How Do You Protect PHI for HIPAA when Servicing a Laptop, PC or Cell Phone?

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Protecting PHI for HIPAA is an ever increasing challenge. How do you protect your client’s or patient’s private health information when taking a laptop in for service? Servicing laptops and PCs or even cell phones can easily lead to a HIPAA violation when the device holds Protected Health Information (PHI).

 
A couple options for protecting PHI for HIPAA might be to:
1. Store everything related to clients/patients on an encrypted external drive, then back it all up on another external, protected drive.

a. Use encrypted, password protected folders that have long-complex passwords that make it difficult to be breached. Have your passwords include both lower and upper case letters, as well as digits and symbols (li3ke9TH0IS^), which make it less likely that your files will be breached.

b. You may also ask your repair shop to sign a partnership agreement whereby they agree to the HIPAA standards for protecting client/patient information.

2. TrueCrypt is free, open source, downloadable software that creates password protected, encrypted section on your computer’s hard drive. The TruCrypt website says:
TrueCrypt is an application for setting up as well as preserving a real time encrypted data storage device. This means that information is instantly encoded just before it’s stored and decrypted immediately after it’s loaded, with no user mediation. No info saved on a secured volume can be decrypted without having to use the right security password or appropriate encryption keys. Truecrypt makes certain that the whole file system is secured.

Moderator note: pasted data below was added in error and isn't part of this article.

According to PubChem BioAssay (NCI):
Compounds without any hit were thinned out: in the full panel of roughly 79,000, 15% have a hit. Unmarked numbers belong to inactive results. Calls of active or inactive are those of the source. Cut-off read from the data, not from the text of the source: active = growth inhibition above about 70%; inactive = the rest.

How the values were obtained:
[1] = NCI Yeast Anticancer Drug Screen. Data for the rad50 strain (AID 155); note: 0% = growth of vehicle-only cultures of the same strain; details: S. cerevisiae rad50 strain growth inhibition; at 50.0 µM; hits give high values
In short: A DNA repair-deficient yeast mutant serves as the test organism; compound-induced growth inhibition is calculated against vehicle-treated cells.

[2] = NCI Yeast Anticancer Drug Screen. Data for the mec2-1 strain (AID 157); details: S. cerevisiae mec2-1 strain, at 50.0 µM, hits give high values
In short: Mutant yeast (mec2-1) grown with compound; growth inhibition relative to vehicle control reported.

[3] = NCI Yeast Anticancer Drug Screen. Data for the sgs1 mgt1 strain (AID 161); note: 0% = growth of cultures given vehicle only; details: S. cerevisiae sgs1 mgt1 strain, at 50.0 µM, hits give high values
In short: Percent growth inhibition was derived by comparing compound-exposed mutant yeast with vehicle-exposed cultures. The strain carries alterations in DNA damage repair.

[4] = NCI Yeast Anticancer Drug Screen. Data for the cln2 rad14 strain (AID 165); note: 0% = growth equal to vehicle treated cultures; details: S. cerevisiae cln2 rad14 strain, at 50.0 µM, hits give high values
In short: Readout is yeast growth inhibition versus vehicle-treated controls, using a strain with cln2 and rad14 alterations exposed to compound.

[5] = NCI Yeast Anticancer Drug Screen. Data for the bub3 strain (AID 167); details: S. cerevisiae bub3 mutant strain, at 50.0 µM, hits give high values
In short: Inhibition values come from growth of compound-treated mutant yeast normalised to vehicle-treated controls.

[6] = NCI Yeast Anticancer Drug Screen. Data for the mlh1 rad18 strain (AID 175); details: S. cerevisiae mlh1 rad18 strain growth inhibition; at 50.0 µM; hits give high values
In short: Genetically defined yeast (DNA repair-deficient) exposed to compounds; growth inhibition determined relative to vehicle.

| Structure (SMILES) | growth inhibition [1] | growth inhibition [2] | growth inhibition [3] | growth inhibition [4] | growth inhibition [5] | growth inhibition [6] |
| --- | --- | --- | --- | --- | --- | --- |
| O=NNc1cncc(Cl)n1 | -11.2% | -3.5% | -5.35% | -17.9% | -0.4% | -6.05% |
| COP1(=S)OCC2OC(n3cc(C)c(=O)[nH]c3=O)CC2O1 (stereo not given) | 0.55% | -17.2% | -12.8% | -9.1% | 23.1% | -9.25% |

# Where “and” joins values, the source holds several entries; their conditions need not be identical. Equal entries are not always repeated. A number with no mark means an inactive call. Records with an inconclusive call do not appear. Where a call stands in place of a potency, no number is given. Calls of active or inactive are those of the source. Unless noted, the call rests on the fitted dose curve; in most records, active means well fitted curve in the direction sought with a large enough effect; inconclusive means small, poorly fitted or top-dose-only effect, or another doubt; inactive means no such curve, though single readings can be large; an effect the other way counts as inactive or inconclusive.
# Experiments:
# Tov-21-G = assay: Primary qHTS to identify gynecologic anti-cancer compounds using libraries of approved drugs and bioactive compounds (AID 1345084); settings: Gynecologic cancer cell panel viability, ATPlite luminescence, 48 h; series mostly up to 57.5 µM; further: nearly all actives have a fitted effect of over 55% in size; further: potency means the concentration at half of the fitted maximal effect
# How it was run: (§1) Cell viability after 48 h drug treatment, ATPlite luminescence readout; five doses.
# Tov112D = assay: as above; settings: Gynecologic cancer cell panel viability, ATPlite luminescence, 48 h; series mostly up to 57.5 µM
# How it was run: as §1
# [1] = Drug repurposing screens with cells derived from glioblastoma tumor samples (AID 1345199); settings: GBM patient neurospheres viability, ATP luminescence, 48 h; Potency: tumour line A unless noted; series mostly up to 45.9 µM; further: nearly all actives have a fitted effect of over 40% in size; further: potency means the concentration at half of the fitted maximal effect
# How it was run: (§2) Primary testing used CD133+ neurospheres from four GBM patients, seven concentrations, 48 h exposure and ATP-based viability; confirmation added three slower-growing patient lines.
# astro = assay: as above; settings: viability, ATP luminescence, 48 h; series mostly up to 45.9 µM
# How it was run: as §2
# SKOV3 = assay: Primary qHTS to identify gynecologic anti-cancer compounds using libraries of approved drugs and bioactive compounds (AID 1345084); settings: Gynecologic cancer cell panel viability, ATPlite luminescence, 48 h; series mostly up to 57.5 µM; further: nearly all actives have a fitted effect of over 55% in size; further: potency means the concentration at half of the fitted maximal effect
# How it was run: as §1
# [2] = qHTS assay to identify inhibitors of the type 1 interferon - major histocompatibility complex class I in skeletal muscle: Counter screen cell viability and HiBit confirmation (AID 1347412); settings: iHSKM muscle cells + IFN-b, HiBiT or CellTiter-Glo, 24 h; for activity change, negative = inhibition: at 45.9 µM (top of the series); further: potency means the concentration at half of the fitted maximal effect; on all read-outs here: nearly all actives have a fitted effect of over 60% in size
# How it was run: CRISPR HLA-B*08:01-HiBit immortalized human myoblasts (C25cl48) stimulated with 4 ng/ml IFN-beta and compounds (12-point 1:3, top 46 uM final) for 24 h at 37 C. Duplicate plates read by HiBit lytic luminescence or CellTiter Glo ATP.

Disclaimer: The Telebehavioral Health Institute (TBHI Telehealth.org) offers information as educational material designed to inform you of issues, products, or services potentially of interest. We cannot and do not accept liability for your decisions regarding any information offered. Please conduct your due diligence before taking action. Also, the views and opinions expressed are not intended to malign any organization, company, or individual. Product names, logos, brands, and other trademarks or images are the property of their respective trademark holders. There is no affiliation, sponsorship, or partnership suggested by using these brands unless contained in an ad. We do not and cannot offer legal, ethical, billing technical, medical, or therapeutic advice. Use of this site constitutes your agreement to TBHI Privacy Policy and Terms and Conditions.

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